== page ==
IT Priorities

CMOs are elbowing out CIOs: But do they know their back ends from their front ends?

The increased clout of marketing leaders in IT purchasing, combined with their lack of awareness of the technology working in the background, could be exploited by vendors.

Marketing chiefs and other line-of-business leaders are having an increasingly big say in IT procurement. But because they don't necessarily hold all the purse strings, they're getting in the way of buying decisions.

The shift in the balance of power from CIOs to CMOs is becoming an increasingly significant issue, because of differences in the agendas of the two camps, according to a report from analyst firm TechMarketView.

"The problem is that while CMOs are gaining power they have yet to take control of the budget. Suppliers report that this tension is causing purchasing decisions to be delayed or cancelled," analyst and report author Angela Eager wrote.

CIOs are under unrelenting pressure to achieve closer alignment with the business and identify areas that have competitive value, but they continue to operate against a background drive for efficiency and cost reduction, according to Eager's report, ESAS Market Trends and Forecasts 2013.

CIOs are also wrestling with new ways of operating driven by consumerisation, the cloud and mobile channels, as well as finding commercial value in big data.

Meanwhile vendors are more frequently dealing direct with marketing and other line-of-business managers, whose focus is on delivering what they see as the right customer experience.

CMOs are increasingly making decisions about business applications and extensions but they are "working from a different agenda, cost and risk profile to the CIO – and are more open to additional spending".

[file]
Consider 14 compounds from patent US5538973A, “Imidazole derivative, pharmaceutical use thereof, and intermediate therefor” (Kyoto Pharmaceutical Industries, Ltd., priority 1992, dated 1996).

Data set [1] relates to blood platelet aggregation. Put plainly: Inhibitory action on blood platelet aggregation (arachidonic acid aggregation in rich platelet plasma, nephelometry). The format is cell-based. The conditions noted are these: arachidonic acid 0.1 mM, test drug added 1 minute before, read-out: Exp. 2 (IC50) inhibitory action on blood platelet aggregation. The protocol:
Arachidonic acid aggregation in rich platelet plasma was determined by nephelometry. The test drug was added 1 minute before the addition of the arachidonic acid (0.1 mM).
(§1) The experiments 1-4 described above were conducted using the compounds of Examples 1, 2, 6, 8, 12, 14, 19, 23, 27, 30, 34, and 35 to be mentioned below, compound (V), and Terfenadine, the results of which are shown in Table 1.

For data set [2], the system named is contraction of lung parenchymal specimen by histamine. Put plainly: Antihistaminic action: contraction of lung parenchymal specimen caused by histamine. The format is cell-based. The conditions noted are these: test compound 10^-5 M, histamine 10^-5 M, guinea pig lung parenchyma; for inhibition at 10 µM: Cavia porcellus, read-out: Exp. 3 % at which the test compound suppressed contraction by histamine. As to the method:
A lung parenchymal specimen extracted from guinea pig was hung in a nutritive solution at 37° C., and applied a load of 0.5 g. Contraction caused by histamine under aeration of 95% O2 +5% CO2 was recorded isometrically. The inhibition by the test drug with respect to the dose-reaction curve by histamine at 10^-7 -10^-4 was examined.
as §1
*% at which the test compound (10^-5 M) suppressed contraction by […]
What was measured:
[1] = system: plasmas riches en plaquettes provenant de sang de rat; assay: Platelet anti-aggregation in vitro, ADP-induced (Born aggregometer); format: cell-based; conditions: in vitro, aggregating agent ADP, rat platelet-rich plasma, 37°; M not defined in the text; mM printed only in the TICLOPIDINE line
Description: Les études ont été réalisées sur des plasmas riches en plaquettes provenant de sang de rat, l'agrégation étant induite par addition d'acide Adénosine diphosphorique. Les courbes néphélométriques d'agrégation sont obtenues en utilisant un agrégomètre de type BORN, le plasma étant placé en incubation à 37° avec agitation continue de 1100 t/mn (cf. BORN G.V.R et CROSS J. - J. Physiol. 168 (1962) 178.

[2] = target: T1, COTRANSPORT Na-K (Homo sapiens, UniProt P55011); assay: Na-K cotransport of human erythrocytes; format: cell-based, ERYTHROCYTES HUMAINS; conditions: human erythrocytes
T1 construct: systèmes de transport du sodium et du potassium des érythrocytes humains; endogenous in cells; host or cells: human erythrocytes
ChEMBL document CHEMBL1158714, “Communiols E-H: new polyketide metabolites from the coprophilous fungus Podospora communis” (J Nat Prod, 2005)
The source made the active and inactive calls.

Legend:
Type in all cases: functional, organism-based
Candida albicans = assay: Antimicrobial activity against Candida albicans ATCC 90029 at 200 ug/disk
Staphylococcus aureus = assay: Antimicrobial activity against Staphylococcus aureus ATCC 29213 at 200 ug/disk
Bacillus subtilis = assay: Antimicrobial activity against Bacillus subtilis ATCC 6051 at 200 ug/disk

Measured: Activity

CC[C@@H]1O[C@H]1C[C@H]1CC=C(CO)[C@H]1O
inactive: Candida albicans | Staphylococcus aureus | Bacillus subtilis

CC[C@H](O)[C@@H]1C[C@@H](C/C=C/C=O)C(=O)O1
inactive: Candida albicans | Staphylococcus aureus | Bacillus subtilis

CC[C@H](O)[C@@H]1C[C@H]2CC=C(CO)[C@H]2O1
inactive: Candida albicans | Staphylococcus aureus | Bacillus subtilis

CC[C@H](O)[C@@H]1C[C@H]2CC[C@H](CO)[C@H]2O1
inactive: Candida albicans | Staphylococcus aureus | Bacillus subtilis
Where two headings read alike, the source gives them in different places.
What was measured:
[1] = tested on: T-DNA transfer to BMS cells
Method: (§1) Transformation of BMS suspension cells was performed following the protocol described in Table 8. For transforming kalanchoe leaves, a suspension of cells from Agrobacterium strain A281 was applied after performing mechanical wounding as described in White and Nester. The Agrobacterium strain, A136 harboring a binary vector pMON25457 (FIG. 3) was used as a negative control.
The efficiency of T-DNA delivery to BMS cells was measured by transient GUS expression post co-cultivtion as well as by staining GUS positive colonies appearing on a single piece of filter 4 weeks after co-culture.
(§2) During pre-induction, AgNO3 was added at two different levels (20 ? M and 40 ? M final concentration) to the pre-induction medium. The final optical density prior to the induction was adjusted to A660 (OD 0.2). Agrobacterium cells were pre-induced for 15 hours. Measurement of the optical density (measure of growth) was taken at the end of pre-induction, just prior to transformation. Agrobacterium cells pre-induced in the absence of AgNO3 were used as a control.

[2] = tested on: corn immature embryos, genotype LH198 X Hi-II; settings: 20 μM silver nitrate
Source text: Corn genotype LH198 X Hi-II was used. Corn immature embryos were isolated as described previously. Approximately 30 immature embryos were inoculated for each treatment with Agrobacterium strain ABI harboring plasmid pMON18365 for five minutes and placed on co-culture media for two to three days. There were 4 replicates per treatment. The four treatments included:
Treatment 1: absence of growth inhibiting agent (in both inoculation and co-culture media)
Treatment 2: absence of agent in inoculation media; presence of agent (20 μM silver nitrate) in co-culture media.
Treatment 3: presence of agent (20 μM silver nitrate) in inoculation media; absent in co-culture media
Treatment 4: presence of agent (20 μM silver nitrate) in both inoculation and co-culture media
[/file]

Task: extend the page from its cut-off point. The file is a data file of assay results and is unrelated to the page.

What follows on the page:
Opportunities for vendors

This division between the agendas may not only delay decisions but could provide vendors with what Eager describes as "land-and-expand" opportunities.

Although CMOs may not control the extended budget beyond, for example, front-office applications, they represent a new channel that vendors could exploit, where one purchasing decisions has expensive ramifications elsewhere for the IT budget.

"Decisions made to improve the front end have implications in the back office and at the application infrastructure level. Suppliers report that £100,000 to £200,000 [$160,000 to $320,000] front-office projects have turned into significantly bigger deals once the back-end changes - for example, modernisation, integration - are factored in," Eager said.

"For suppliers, brokering the relationship between CIO and CMO will be a key factor in releasing budget."

About

Toby Wolpe is a senior reporter at TechRepublic in London. He started in technology journalism when the Apple II was state of the art.

2 comments
AndiMann
AndiMann

We have seen this before. When IT (aka MIS, DP, etc.) is not delivering what the business wants, business leaders 'take over' technology. This drove adoption of distributed systems, desktops, laptops, cellphones, and more recently tablets and smartphones. 

This is not new, so we know what is coming next.

CMOs (and other business leaders) will want to give it back as soon as they face the complexity of long-term technology management. Just as they did with distributed systems, desktops, laptops, etc.

I wrote more on this in my recent article,  "The CMO doesn’t want to be in charge of IT either" - at PleaseDiscuss.com.


Andi Mann, CA Technologies

BFilmFan
BFilmFan

And on what date in history did the vast majority of CIOs become endowed with magical knowledge of their operations.

Most CIOs are MBAs with an accounting or finance background. They aren't technologists and base most of their decisions on what is flashy at the trade show or in whatever magazine they happen to be reading.